MOH News
A Gynecologist Advices Pregnant Women to Drink a Lot When Breaking Their Fast
29 July 2013

Dr. Samir Sindy, a consultant physician in obstetrics, gynecology and Women's Laparoscopic Surgury, considers dehydration as the most common health problem suffered by pregnant women who fast Ramadan during the intense summer heat. This is due to the anatomical nature of the female body, characterized by the shortness of bladder and pregnancy. There is also a possibility that the womb is pressing against the ureters or that the urinary tract is infected, which in some cases may lead to premature birth. So for this reason he advises pregnant women to drink plenty of fluids upon breaking their fast (Iftar), all through until commencing their fast (Suhoor.

 

This advice was given by Dr. Samir Sindy during the interview he had at the MOH’s Media and Health Awareness Information Center, as part of the program ‘Hello Healthy Ramadan’. Over the past ten years, the MOH has been showing keen interest in presenting this annual program, in order to facilitate a live Q&A session between the public and the guest Consultant. This is via the allocated toll free number: 8002494444, or via the MOH’s Twitter account: @SAUDIMOH.

 

Dr. Sindy has explained that some pregnant women are advised not to fast, especially diabetics suffering from irregular blood sugar levels. Pregnant women who have infections and need to take antibiotics and undergo frequent medications are also advised not to fast, as well as women who have kidney disease or chronic liver problems.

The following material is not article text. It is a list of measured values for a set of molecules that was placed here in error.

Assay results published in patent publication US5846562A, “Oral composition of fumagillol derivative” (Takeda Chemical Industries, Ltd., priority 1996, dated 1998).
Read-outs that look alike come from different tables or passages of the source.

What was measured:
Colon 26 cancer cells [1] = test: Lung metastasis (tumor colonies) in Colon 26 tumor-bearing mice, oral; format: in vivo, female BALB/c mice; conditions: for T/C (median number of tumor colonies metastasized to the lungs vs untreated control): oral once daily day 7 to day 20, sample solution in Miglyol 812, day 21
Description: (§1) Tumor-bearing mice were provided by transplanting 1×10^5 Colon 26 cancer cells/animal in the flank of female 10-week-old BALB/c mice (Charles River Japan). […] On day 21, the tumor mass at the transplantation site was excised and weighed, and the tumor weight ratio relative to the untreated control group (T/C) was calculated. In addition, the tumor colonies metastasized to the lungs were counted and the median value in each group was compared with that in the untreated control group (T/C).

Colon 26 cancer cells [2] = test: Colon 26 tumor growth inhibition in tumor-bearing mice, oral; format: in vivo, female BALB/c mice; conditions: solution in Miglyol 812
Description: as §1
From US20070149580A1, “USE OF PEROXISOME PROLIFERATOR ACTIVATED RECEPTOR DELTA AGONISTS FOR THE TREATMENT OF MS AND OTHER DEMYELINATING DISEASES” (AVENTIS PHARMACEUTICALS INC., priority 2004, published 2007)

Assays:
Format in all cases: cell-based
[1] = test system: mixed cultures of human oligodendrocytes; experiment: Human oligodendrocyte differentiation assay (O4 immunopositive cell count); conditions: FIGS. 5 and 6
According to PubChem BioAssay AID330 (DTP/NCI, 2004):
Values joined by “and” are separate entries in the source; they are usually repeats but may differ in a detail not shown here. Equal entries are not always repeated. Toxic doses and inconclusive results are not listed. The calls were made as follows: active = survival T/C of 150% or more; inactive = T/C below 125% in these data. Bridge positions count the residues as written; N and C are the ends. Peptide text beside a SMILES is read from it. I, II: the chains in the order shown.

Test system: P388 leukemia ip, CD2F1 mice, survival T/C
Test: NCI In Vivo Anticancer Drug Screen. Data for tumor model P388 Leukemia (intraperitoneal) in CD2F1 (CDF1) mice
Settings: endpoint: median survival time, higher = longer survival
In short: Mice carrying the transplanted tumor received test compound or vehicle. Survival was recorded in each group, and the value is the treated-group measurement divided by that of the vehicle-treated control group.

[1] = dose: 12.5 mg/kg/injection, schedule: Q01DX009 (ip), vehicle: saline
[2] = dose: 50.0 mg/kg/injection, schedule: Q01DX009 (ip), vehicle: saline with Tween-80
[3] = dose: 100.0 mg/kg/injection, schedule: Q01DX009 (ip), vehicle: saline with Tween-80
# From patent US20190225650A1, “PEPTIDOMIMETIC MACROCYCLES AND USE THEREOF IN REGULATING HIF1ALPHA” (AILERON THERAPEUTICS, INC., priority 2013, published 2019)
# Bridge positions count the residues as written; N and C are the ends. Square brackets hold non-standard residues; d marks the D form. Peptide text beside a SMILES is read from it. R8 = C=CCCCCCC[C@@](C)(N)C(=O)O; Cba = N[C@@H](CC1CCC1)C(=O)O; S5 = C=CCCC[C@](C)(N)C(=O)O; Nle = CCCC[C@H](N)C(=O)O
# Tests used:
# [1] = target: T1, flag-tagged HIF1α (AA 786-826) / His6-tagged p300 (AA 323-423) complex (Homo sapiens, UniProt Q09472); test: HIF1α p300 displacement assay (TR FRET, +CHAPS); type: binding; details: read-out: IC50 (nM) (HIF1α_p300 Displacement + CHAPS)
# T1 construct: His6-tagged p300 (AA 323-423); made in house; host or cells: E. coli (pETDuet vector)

He went on to mention that “breastfeeding mothers, who are dehydrated and may experience more dehydration due to breastfeeding, are advised to abstain from fasting that day. But generally, it is still possible for pregnant women to fast based on the statement made by Sheihk Ibn Uthaymeen, May Allah have mercy upon him: “The pregnant woman’s situation is either one of two: either she is strong and energetic, with no harm on her – nor her baby's – health as a result of the hardship of fasting. In this case it’s obligatory for her to fast because she has no excuse to refrain from doing so. Or she can’t fast due to the burden of pregnancy or physical weakness or due to any other reason. In such a case she may break her fast especially if continuing will harm her fetus; in fact it becomes obligatory upon her to discontinue.”

 

Dr. Samir emphasized the need to plan in advance for the time of pregnancy, and to organize her sugar level if she is diabetic. Meanwhile, she must also drink plenty of fluids all through the period between Iftar and Suhoor. She must follow the guidelines of her doctor, eat plenty of fruit and vegetables, eat several times over the night, refrain from unhealthy flavorings, regulate hours of sleep, and exercise in the evening instead of the morning.

 




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